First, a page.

Here’s what I’m thinking. You’re thinking that I’ve been so busy with my “Happy” course that I haven’t had time to write the blog. And perhaps you’re thinking that I’ve become so happy and have found so much meaning in my life that I can no longer find it in my heart to write about being shallow. Of course, that was always a possibility when I signed up for the course. I knew from the “get-go” there was a chance, however slight, that this course could, once and forever, change my inner being, my worldview. Perhaps alter the very core of my existence in this universe of ours. And it might. If I could only get started on it. You see the course is now in Week 3 but unfortunately I’m not. I’m here in the “big city” doing other stuff and since I’m relatively happy anyway, my initial excitement for the course, and for gaining a better understanding about how to be happy and find meaning in my life, has waned. Even so, I still read the emails of encouragement they send to me each and every week so I know that right now, at this very moment, they are talking about the importance of being kind to others which, coincidentally brings me to the thoughts that have been swirling around in my mind for sometime now. Yes, I do think about what to write before I actually get to the writing.
So last week I’m at a concert and there, sitting a couple of rows ahead of me, is a woman I used to work with. When I say “used to” I’m talking about quite a long time ago. To put that in perspective, when she turned around and enthusiastically waved to me while simultaneously mouthing my name, a momentary feeling of terror descended upon me as I desperately tried to remember why she looked vaguely familiar. Quickly gathering my composure, I returned a somewhat more subdued wave and smile to her in an effort to prevent the interaction from moving to the next step. Which, as you know, is a more personal, close encounter. Being only a row or two apart, and with the start of the concert still several minutes away, I instinctively knew there was a chance she would decide to come over to renew our acquaintance and “catch up” as people are often wont to do under circumstances such as these. And that is just what she did.
Now I am the first person to admit there’s nothing wrong with getting a compliment. I even know how to respond when I get one because, at some point in my life, someone whose name will forever escape me, taught me how. The thing is, compliment exchanges usually go something like this:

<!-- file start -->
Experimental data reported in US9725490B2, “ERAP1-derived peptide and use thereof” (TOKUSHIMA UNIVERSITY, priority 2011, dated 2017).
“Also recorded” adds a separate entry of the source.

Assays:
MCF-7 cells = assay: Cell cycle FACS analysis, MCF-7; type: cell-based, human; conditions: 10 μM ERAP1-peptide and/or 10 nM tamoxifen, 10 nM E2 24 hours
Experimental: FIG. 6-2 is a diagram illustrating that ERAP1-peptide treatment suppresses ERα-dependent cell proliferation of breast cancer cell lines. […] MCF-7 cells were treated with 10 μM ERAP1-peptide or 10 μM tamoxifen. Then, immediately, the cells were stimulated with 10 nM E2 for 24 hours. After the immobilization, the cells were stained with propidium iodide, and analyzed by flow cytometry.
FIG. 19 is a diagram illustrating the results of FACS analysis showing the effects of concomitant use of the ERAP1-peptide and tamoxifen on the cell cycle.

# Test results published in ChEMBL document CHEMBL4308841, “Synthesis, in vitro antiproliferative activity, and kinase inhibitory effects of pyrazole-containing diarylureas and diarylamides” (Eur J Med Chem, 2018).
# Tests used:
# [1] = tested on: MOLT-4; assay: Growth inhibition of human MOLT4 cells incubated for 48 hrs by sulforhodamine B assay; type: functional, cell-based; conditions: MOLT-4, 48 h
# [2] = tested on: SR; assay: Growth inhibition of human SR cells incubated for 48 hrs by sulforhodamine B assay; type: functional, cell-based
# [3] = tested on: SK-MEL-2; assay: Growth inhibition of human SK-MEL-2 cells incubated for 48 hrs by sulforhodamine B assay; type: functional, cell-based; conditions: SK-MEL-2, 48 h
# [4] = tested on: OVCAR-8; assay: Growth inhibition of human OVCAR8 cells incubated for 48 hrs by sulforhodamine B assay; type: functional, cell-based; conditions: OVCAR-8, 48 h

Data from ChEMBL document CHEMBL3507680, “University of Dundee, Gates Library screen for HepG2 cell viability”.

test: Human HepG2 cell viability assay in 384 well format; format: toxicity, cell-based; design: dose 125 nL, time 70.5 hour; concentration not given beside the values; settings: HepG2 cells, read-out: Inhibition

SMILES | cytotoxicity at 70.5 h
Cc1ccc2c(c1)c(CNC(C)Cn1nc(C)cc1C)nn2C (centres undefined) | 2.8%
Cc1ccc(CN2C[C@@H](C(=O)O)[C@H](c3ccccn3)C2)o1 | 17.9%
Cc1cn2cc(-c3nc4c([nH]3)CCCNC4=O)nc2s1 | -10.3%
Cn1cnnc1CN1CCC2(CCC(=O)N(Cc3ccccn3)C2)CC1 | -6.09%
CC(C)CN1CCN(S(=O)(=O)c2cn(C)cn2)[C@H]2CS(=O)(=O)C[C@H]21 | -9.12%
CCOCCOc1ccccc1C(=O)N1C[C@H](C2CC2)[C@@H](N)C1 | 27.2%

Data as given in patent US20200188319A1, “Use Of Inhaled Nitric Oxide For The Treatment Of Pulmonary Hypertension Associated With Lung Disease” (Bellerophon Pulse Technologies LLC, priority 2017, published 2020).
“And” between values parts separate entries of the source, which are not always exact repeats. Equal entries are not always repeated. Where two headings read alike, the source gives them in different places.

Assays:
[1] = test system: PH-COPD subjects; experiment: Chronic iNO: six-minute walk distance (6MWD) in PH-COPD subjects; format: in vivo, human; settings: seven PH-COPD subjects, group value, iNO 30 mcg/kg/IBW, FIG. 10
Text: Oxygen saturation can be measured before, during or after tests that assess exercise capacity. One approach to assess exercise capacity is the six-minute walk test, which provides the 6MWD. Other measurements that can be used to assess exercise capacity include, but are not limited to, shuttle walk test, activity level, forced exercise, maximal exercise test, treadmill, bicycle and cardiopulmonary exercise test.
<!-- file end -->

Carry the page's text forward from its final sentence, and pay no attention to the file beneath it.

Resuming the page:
Complimenter: What a lovely dress!
Complimentee: This old thing? It’s been hanging in my closet for ages so thought I should give it a last walk around the block. Can’t believe it still fits.
And that’s not the way to do it. At least not the way I was taught. What you are supposed to do when you get a compliment is just say “thank you very much” and apparently that will make both the giver and the receiver feel better. Perhaps even happy. It’s just that most people don’t. But what if thank you very much just doesn’t work? Because sometimes it doesn’t.
As I continue to struggle with remembering who my long, lost friend is she comes right up to me, looks me straight in the eye and says: “I can’t believe it! You look exactly the same as you did when we worked together”. To which I wanted to reply “So how come no one told me I looked so old back then?” because even I find it very hard to believe that in the thirty years since we worked together (and I only surmise we did work together because she not only recognized me but also knew my name) I haven’t changed, not even one tiny little bit. How can that be so? I mean, as far as I can tell she must have changed quite a lot since I can’t even remember who she is. Surely neither she nor I had the deep-set wrinkles we currently have. Or the extra pounds. Or the little gray hairs that no matter how hard you try to hide insist on sticking straight up from your otherwise sleek hair. And if I did look back then like I do now, I certainly wish someone had told me. Maybe I could have done something about it.
But I didn’t say what I wanted to say. I didn’t say any of those things I was thinking. I simply said “Thank you very much. And without even a break in the tempo, added: “And so do you”. Because it was the right thing to do. It was my way of being kind to others. And you know, as I write this, I have to say I’m feeling just a little bit happier about the whole thing.